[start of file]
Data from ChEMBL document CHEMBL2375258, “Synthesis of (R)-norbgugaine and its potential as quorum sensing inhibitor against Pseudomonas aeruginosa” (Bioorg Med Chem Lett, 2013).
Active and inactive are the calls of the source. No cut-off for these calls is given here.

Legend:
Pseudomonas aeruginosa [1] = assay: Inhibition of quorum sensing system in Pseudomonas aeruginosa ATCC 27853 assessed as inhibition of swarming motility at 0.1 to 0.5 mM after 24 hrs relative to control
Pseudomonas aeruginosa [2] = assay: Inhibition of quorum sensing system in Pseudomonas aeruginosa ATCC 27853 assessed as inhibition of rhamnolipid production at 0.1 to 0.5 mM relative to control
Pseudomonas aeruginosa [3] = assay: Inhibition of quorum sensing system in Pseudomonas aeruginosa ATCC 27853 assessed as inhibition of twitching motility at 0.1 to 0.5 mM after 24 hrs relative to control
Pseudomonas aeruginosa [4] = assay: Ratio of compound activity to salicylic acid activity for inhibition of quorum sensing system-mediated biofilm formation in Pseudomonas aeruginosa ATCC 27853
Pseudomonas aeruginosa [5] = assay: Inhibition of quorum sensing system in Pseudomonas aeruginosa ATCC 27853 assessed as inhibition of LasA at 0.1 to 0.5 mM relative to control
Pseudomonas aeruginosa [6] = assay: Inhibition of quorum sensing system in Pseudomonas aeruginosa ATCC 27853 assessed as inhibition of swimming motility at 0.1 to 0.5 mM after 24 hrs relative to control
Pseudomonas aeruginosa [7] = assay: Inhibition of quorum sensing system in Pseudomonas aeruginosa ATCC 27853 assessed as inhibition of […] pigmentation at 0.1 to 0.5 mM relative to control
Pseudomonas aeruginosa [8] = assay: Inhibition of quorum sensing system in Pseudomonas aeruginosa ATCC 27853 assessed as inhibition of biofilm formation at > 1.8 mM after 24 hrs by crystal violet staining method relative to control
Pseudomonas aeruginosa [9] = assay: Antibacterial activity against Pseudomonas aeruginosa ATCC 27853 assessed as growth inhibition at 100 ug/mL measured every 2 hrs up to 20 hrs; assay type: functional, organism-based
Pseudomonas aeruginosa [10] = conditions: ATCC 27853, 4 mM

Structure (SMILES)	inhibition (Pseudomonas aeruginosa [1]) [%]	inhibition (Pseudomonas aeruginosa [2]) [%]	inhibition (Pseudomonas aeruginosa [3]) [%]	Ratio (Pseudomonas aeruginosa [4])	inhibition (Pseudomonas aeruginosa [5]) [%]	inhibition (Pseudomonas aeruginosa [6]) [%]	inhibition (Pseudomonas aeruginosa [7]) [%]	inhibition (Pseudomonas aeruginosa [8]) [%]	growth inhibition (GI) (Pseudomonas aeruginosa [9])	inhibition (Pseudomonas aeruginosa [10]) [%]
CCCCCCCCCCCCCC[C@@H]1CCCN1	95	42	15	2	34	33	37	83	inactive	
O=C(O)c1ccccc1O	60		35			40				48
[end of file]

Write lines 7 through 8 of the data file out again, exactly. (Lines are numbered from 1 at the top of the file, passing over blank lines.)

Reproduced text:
Pseudomonas aeruginosa [4] = assay: Ratio of compound activity to salicylic acid activity for inhibition of quorum sensing system-mediated biofilm formation in Pseudomonas aeruginosa ATCC 27853
Pseudomonas aeruginosa [5] = assay: Inhibition of quorum sensing system in Pseudomonas aeruginosa ATCC 27853 assessed as inhibition of LasA at 0.1 to 0.5 mM relative to control